Volkswagen Caught The Quantum Love Bug Early — And It’s Beginning to See Results

VW Quantum
VW Quantum
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VW Quantum
Researchers believe quantum computing has the potential to open new areas of exploration.
Image: D-Wave Systems Inc.

Volkswagen was one of the first companies to see the promise of quantum computing in the automotive industry. A company blog post suggests that VW’s quantum team continues to investigate the potential of quantum computing, adding that the scientists are confident that they are close to using quantum to solve huge problems in the industry.

David Von Dollen, lead data scientist for Volkswagen Group of America, said that the company’s quantum experts have been researching to find ways that quantum computing can tackle these challenges since 2016.

“We are focused on output, on trying things, on bringing applications into use,” Von Dollen said.

Volkswagen has teamed up with Canadian quantum computing startup D-Wave and U.S.-based Google.

Quantum Fahrvergnügen
The company sees several ways that quantum can help drivers, not just in making better vehicles but adding a little, at the risk of dating myself, Fahrvergnügen, or driving pleasure

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Quantum FahrvergnügenIn 2019, the Volkswagen and D-Wave demonstrated the first real-time traffic-routing system to rely on quantum computing to predict traffic volumes and route trips to minimize wait times for passengers and travel times for using buses in Lisbon, Portugal.

Quantum computers may be better suited for these types of problems than classical computers, according to Florian Neukart, Director, Volkswagen Group Data:Lab in Munich.

“Coming from an enterprise point of view, we always check the same questions,” Neukart added. “Where in our company could quantum computing help to solve a problem? Would a quantum application really be more efficient than a classical algorithm here? And if yes, how could this be done?”

Another example of a challenge that quantum can help tackle is at the automotive factory itself – in this case the paint shop. According to the blog post, every vehicle body entering the shop requires one of two types of primer, depending on the final vehicle color. Changing over between primer types is inefficient and can be expensive.

A new quantum algorithm powered was designed to maximize the paint shop efficiency without slowing assembly overall. According to the company, the shops could now run significantly more vehicles in a row. They expect the system to be used soon at Volkswagen factories in Germany, and eventually across the world.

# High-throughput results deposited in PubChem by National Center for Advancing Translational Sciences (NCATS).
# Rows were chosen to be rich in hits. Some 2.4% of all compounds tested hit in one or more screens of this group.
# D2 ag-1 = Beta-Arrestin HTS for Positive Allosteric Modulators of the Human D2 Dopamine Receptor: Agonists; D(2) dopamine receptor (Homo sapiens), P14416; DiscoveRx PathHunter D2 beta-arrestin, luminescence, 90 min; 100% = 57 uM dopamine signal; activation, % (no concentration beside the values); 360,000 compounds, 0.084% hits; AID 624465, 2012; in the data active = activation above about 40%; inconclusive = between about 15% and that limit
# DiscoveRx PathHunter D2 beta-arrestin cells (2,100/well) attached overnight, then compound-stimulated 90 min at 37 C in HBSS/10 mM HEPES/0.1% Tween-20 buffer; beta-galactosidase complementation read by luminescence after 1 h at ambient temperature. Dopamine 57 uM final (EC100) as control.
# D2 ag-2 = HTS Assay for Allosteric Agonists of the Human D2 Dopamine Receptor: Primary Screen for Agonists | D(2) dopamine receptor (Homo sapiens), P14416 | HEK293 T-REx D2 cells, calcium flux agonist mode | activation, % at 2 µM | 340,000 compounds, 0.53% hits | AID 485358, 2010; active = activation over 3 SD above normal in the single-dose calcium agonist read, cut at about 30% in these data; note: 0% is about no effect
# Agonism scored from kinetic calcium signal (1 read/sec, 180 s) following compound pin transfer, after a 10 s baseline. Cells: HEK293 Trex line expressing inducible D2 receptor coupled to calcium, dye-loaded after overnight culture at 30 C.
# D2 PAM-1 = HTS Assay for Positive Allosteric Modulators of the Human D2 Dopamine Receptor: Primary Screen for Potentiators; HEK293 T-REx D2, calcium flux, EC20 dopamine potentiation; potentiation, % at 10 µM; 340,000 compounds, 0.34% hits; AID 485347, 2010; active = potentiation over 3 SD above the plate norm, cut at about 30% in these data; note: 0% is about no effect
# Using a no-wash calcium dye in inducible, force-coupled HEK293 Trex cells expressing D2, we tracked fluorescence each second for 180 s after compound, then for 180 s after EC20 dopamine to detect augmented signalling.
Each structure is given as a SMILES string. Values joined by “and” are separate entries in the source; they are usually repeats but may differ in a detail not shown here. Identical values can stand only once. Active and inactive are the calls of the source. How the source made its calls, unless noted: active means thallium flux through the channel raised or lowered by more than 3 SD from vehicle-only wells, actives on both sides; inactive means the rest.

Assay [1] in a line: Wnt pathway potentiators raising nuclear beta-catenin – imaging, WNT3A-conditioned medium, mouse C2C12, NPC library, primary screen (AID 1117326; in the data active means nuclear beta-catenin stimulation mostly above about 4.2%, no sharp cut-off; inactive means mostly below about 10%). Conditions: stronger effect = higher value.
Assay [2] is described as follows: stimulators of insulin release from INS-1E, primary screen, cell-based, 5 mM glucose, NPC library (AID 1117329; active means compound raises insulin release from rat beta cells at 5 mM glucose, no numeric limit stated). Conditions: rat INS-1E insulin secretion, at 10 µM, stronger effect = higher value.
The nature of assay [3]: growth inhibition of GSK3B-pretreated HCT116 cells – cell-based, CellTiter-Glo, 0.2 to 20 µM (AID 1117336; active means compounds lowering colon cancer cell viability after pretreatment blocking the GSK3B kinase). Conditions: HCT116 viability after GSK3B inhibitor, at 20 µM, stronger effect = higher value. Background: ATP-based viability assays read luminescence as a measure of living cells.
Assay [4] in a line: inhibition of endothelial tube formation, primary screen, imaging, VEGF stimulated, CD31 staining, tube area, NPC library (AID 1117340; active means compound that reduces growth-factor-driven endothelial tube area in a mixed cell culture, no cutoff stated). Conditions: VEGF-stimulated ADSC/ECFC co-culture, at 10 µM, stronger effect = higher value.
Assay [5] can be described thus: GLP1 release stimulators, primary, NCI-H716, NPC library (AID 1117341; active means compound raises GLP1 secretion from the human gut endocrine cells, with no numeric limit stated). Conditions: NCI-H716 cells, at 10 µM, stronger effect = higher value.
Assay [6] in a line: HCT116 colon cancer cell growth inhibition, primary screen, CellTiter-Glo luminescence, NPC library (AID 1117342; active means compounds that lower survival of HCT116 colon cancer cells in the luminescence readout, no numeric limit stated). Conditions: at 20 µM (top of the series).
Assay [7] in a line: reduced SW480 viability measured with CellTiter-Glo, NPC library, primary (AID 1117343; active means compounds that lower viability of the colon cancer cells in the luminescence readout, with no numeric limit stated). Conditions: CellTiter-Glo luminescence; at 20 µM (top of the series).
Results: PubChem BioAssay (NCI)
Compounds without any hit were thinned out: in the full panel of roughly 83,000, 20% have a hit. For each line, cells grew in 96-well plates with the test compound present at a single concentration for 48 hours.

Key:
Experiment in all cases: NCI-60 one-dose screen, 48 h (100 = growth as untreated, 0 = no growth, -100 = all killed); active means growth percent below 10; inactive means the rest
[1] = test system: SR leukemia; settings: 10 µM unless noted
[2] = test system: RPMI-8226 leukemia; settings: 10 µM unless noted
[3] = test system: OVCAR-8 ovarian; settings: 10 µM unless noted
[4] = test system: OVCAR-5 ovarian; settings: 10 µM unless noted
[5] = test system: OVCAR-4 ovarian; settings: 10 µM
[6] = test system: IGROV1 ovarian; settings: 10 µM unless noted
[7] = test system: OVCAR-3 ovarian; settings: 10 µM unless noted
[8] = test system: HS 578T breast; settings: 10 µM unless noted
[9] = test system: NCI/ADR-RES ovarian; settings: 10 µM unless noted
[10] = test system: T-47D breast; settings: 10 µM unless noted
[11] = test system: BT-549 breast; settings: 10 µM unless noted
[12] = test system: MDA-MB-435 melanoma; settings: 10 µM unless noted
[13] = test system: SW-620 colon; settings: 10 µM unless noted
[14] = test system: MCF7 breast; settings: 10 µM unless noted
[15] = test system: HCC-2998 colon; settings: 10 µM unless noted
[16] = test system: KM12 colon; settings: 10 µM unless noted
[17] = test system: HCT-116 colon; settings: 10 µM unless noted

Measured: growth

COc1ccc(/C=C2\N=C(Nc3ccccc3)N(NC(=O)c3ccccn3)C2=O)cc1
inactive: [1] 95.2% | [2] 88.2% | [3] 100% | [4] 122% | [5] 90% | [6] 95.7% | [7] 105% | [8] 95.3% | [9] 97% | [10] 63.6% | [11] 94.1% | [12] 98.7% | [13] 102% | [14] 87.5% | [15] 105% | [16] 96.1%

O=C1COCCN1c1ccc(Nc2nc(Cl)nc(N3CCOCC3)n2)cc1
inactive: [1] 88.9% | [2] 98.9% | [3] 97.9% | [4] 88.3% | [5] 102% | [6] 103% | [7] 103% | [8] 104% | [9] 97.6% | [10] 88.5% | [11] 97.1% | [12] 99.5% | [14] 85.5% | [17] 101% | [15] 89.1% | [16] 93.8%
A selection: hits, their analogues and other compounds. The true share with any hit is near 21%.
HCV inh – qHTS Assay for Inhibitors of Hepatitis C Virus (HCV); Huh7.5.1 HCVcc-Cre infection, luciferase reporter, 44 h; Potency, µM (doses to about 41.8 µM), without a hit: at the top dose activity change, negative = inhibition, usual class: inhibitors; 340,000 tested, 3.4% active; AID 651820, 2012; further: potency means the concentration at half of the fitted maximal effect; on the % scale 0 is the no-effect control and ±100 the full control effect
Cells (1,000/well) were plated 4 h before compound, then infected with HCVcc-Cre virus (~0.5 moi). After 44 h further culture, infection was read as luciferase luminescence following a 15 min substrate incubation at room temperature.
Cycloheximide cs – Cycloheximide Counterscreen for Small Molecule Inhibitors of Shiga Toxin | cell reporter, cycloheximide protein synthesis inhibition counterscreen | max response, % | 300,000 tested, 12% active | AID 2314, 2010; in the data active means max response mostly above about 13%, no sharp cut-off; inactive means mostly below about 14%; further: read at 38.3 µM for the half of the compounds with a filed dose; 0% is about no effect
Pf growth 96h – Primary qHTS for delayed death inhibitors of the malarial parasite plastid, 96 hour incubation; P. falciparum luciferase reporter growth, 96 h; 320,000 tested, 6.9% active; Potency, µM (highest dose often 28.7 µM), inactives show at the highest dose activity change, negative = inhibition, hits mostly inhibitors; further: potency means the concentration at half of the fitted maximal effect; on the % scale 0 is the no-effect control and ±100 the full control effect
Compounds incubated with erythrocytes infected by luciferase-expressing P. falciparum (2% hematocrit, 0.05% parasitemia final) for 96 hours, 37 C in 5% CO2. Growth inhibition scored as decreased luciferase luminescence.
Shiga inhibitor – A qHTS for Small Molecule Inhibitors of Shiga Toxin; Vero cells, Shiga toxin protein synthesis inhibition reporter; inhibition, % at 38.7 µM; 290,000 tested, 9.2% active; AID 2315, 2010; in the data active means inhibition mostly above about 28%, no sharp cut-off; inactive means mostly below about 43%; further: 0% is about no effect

“Challenges like these may sound simple, but in some cases would require near-supercomputer levels of power to solve with traditional hardware,” explained Von Dollen.

The team has found somewhat unexpected places where quantum can be applied in the industry, for example, using quantum computing to set vehicle pricing so that it suits customer demand.

A Quantum-Powered Future

In the future, Volkswagen’s quantum experts expect to use quantum computing to develop new materials or determining the locations of electric vehicle charging stations to maximize their usefulness.

“We see great potential for quantum computing across our entire business,” said Neukart. “Many challenges in the automotive industry can benefit from the inherent power quantum computing can generate.”

Neukart said the goal of the quantum team is to turn quantum research into real-world solutions. It’s more than just an academic pursuit.

“We’re not interested in doing research for research’s sake. We want to bring this technology into the real world,” he said.

Disclosure: I own Google stock and caught non-quantum Fahrvergnügen from a used Jetta in 1988. 

If you found this article to be informative, you can explore more current quantum news here, exclusives, interviews, and podcasts.

Matt Swayne

With a several-decades long background in journalism and communications, Matt Swayne has worked as a science communicator for an R1 university for more than 12 years, specializing in translating high tech and deep tech for the general audience. He has served as a writer, editor and analyst at The Quantum Insider since its inception. In addition to his service as a science communicator, Matt also develops courses to improve the media and communications skills of scientists and has taught courses. [email protected]

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